Tuesday, April 03, 2007

Selenium Facts

RDA for selenium is 55 micrograms/day for men and women.
The Upper Intake Level (UL) is 400 mcg/d. Intakes above the UL may cause adverse effects.

Food Sources
Selenium Content of Selected Foods, USDA National Nutrient Database.

Selenium content of plant foods depends on the selenium content of the soil in which the plants were grown. Selenium content of animal foods depends on the selenium content of the plants the animals were fed, and on the form provided. (See "Forms" below.)

The US Geological Survey provides a nice map of selenium concentrations across the US. If you're interested in a local area, you can click the map to visit their site where they display selenium concentration by county.

Some areas of the country contain such high levels of selenium they're toxic to wildlife. Selenium accumulates in soil through both natural and man-made processes. (The poisoning deaths of wild birds at a California Wildlife Refuge in the early 1980s were attributed to selenium in drainage from irrigation water.)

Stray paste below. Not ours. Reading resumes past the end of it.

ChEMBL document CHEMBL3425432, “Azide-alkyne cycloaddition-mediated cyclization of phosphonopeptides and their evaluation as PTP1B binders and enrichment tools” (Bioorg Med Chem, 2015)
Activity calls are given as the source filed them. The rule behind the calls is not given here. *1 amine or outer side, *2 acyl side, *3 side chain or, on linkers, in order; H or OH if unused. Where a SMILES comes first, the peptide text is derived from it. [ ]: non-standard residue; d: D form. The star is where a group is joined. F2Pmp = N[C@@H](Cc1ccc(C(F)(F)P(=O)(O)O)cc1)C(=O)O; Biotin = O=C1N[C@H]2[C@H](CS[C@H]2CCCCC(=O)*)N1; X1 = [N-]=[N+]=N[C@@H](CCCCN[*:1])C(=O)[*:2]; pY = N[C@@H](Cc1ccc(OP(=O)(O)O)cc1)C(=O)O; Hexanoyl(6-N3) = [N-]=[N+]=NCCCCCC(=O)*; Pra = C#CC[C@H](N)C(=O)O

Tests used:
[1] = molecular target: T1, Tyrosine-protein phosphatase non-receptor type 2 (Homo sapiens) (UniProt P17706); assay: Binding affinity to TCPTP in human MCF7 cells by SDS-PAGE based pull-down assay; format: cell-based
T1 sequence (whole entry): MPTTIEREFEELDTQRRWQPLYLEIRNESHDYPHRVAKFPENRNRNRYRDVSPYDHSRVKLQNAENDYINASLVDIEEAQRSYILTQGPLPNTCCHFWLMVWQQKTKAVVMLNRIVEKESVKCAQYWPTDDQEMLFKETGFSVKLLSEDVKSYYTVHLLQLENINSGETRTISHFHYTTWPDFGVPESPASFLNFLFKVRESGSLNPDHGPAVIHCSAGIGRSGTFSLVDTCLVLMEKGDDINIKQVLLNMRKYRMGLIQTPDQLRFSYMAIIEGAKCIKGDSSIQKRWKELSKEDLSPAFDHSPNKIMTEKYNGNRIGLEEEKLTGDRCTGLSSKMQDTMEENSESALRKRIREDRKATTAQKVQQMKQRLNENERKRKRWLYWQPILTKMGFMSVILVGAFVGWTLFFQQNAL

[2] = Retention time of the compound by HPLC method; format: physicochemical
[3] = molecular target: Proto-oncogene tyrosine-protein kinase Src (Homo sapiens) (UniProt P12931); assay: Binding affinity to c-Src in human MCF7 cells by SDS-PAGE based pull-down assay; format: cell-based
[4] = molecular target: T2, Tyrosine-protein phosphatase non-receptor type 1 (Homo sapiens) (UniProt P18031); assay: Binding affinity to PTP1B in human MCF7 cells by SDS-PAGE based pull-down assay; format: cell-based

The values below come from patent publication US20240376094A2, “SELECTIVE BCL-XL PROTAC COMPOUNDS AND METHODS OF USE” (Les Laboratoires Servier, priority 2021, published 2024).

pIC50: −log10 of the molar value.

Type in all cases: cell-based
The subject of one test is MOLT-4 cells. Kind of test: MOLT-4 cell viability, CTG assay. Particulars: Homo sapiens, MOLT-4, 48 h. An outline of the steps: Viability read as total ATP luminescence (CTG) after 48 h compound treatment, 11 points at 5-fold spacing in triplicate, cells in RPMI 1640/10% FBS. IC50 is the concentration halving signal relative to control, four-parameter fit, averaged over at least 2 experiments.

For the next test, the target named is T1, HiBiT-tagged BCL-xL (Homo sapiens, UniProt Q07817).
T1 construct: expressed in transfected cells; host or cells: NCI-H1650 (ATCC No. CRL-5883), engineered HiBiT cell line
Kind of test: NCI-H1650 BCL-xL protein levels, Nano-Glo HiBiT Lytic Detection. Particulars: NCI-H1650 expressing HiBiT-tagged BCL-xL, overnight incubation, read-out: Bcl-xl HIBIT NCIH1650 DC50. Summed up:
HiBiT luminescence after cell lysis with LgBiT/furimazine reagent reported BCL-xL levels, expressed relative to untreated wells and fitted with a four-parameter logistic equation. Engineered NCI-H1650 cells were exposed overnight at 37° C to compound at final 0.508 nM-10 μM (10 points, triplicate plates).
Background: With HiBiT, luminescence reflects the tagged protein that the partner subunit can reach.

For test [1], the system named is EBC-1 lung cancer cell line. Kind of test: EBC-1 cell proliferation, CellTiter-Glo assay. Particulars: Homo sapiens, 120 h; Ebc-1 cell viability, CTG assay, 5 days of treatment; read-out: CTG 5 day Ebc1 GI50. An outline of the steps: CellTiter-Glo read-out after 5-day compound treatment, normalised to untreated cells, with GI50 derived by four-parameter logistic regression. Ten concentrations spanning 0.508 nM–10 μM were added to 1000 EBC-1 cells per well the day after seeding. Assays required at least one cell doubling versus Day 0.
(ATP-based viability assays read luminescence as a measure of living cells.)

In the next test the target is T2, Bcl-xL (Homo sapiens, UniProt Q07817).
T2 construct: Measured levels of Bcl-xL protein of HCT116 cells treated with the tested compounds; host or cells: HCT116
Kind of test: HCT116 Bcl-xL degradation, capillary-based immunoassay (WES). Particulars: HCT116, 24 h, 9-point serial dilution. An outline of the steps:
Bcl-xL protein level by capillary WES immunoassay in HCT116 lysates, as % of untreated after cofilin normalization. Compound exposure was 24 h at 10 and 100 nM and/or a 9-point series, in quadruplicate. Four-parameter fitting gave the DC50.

µg is the same as mcg (micrograms). "µ" is the Greek symbol for "micro". I like to spell things out because I'm fanatical.

Absorption rates vary, as they do for many nutrients. Usually there's a feedback mechanism, which is true in this case. That is, if you already get plenty of selenium in your diet (food or supplement) you will absorb less of any new incoming selenium.

Animal sources may be better absorbed that plant sources since plant phytates can interfere with absorption. Although seafood is an excellent source of selenium, mercury and other heavy metals in some fish species decrease absorption.

  • Selenium is found in 2 forms: organic and inorganic.
  • Organic selenium (selenomethionine, selenocysteine) is better absorbed than inorganic selenium (sodium selenate or sodium selenite).
  • Selenium in foods is mostly organic. Supplements often contain inorganic selenium, although that's changing. Be sure to check the label.
  • Inorganic forms may act as pro-oxidants, the opposite of antioxidants. They may deplete glutathione peroxidase (GP, an antioxidant enzyme) instead of replenishing it.
  • Vitamin C is thought to enhance absorption of organic selenium but interfere with absorption of inorganic selenium.

Possible Risks Associated with Marginally High Intake
Weight gain and increases in body fat.
Insulin resistence and diabetes.

No comments: